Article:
As soon as the preselected suction cycle is terminated by a timing circuit provided in the control circuit 23 the control circuit 23 switches the main suction turbines 12 off and simultaneously switches on the auxiliary suction turbine 25. As an alternative the aperture slide gate 26 can be moved into the closed position and the flap 28 into the open position, in which case the main suction turbines 12 would continue to run.
The vacuuming procedure is now terminated and the depression built up in the auxiliary suction box 16 automatically sucks the flexible hose 14 back through the passage opening 17 into the interior of the auxiliary suction box 16 where the loop 15 forms. Each region of the flexible hose 14 located in the passage opening 17 is cleaned as a result of the accelerated air which passes through the ring gap. Any dust which is swept away during this procedure falls onto the bottom 52 of the auxiliary suction box 16 from where it can be removed from time to time through a non-illustrated flap.
A foam body 53 provided with deep grooves is preferably provided on the base 52 as seen in FIG. 3, with the grooves being sufficiently narrow and deep that the dust and dirt swept off from the hose 14 can be correct therein but such that the hose 14 which lies on the floor 52 cannot again come into contact with the dust collected in the grooves, which could otherwise lead to the hose becoming dirty again. In this manner the lower through-hanging loop 15 of the flexible hose 14 can come into contact with the base 52. The sucking in of the flexible hose 14 proceeds until the flange 19, contacts the front wall of the housing. In so doing the signal generator 20 switches off the auxiliary suction turbine 25, of the main suction turbine 12, via the signal generator 21 and the control circuit 23.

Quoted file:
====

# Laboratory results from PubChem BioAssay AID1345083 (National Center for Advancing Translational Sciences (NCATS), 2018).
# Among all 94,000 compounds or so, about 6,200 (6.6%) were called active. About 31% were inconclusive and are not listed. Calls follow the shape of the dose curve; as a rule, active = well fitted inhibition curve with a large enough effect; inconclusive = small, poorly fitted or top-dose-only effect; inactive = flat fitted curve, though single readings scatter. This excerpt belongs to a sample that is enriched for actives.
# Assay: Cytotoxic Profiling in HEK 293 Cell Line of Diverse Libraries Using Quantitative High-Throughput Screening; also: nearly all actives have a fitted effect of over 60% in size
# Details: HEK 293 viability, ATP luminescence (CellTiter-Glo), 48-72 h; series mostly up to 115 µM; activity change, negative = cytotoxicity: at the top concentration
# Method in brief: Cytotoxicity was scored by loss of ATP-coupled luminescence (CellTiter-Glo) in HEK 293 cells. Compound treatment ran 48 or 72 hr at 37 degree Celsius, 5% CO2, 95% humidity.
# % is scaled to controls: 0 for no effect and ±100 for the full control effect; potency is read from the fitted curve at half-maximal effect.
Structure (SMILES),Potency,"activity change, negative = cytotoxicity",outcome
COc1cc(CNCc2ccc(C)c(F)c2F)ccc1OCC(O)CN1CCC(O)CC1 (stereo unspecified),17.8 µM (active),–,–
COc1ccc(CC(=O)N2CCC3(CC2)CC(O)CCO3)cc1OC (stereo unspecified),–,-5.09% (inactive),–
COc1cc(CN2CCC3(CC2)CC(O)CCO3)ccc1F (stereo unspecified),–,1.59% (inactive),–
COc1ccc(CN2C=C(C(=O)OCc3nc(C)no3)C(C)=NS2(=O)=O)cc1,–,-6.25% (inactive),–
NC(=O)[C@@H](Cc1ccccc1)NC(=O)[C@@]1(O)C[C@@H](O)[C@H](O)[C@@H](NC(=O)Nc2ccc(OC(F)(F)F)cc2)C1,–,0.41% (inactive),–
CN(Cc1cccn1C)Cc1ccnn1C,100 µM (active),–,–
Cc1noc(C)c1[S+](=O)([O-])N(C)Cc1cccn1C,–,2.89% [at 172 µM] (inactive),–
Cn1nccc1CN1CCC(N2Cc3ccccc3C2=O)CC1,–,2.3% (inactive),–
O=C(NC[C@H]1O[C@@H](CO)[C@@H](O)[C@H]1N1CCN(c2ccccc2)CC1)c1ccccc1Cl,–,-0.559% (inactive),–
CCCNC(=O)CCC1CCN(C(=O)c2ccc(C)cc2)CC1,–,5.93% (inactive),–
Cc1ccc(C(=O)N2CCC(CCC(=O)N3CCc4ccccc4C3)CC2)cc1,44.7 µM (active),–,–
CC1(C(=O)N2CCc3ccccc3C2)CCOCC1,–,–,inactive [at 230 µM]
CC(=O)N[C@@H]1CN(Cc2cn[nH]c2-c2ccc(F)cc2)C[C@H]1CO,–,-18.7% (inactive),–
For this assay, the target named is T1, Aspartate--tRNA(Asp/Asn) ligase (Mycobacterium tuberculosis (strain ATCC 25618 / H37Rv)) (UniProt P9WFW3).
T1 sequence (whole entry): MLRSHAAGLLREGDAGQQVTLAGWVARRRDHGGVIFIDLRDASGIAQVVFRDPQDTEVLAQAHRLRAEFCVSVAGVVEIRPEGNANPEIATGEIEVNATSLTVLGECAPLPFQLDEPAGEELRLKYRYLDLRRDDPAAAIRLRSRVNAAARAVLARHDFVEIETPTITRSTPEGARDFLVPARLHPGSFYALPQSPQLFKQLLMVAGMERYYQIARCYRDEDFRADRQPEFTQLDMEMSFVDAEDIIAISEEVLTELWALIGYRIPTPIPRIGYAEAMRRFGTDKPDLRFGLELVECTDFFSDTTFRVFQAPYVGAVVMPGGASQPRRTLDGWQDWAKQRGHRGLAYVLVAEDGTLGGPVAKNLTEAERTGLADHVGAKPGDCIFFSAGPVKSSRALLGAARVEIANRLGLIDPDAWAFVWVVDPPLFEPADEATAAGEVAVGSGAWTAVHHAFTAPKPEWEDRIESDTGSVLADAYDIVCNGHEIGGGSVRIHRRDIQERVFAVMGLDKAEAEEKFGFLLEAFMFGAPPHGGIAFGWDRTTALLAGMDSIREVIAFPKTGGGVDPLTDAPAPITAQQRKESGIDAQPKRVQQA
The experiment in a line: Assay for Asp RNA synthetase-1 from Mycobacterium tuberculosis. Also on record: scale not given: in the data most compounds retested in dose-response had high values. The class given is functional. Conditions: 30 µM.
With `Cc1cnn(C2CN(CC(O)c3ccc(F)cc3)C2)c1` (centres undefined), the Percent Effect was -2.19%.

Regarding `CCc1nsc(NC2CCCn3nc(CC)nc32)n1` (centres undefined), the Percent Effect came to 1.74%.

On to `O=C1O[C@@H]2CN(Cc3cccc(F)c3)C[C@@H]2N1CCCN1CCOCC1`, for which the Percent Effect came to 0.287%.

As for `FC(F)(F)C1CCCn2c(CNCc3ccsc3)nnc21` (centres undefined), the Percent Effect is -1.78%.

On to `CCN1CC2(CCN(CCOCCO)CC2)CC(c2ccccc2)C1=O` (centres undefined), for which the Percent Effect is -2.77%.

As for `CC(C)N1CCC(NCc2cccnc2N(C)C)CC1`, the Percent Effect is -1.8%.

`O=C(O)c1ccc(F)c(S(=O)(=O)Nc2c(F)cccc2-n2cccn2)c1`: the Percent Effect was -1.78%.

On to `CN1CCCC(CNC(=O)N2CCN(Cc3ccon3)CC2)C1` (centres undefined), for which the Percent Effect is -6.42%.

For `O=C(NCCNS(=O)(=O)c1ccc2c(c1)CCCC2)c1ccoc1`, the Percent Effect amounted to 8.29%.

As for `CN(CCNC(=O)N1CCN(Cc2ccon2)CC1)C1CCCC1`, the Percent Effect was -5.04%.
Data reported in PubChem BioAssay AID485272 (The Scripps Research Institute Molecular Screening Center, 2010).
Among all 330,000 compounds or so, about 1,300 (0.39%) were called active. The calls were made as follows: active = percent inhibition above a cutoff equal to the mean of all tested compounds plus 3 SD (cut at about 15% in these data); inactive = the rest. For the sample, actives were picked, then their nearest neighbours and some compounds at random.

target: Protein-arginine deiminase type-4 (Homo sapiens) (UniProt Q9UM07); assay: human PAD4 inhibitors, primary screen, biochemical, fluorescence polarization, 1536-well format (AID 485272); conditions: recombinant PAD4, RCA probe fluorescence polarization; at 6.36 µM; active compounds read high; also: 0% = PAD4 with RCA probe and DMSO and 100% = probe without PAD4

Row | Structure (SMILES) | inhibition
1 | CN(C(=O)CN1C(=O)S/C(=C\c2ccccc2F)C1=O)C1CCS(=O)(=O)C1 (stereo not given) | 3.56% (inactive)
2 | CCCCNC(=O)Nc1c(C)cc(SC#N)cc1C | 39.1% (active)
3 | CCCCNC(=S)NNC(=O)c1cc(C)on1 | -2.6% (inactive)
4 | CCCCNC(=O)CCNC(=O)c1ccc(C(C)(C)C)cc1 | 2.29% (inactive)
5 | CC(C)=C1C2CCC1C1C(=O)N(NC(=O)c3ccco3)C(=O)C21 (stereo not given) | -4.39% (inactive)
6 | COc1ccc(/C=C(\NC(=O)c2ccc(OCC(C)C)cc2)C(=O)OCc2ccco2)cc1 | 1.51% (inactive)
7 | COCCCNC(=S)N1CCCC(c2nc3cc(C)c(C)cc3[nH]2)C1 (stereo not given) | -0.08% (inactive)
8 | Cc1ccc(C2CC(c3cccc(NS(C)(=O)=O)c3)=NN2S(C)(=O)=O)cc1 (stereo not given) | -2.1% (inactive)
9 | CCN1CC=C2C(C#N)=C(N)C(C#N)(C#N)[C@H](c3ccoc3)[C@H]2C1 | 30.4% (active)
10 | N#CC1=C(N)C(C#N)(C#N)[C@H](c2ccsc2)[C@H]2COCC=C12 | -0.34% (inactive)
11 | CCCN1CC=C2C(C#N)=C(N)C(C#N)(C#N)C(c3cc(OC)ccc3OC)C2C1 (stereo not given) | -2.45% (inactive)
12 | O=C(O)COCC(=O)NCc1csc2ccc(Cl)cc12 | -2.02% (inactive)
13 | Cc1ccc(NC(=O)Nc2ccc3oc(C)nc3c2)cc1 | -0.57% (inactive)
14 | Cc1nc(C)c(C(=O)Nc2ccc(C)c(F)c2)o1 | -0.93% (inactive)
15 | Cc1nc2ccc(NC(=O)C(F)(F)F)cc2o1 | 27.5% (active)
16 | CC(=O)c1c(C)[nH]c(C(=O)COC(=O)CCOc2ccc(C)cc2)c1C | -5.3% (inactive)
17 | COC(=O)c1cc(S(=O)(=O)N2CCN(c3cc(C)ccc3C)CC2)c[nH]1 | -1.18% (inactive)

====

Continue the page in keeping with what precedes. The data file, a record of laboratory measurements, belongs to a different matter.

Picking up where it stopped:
A pre-filter which is not shown is located in the region of the intake opening 48 of the auxiliary turbine 25. The pressure generated by the auxiliary turbine 25 is approximately 140 mm water column.
The signal generator 20 and the signal pick-up 21 can expediently take form of inductive proximity switches.
The edge 18 which surrounds the inlet openings 17 is expediently constructed as a teflon nozzle.
The hose 14 is guided with as little play as possible through the passage opening 17 with the clearance however being made sufficiently large that the flexible hose 14 does not remain stuck in the opening when it is being sucked in or being drawn out.
In order to ensure troublefree loop formation the outlet opening 17 should be provided, as far as possible, at the top in the front wall of the housing 36, whereas the transition stub 43 for the connection of the suction duct 13 should be arranged right at the front and as high as possible on the intermediate wall 29. It is most expedient when the suction duct 13 opens directly above the holding device 40 for the dirt collecting container 32. In order to ensure that the flexible hose can be drawn out as completely as possible, the pipe bend 45 can be pivotable about the horizontal axis 45 common to the connection stub 43. Furthermore, it is expedient if the hose has only a single loop 15 in the drawn in state from its entry end to its outlet end which ensures that it can be drawn in effortlessly.
The auxiliary suction turbine 25 is expediently switched only by the switching device 20, 21 so that it continuously runs when the hose is drawn out, i.e. also when the main suction turbines 12 are switched on. In this way the length which is drawn out is automatically adapted to meet the requirement.
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|U.S. Classification||15/422.2, 15/315, 15/323, 15/339|
|International Classification||A47L9/24, A47L9/00, A47L5/38, A47L9/28|
|Cooperative Classification||A47L9/2857, A47L9/24, A47L5/38, A47L9/0009, A47L9/2842, A47L9/0036|
|European Classification||A47L9/28F, A47L9/28D2, A47L5/38, A47L9/24, A47L9/00B, A47L9/00B2D|
|Mar 26, 1991||REMI||Maintenance fee reminder mailed|
|Aug 25, 1991||LAPS||Lapse for failure to pay maintenance fees|
|Nov 5, 1991||FP||Expired due to failure to pay maintenance fee|
Effective date: 19910825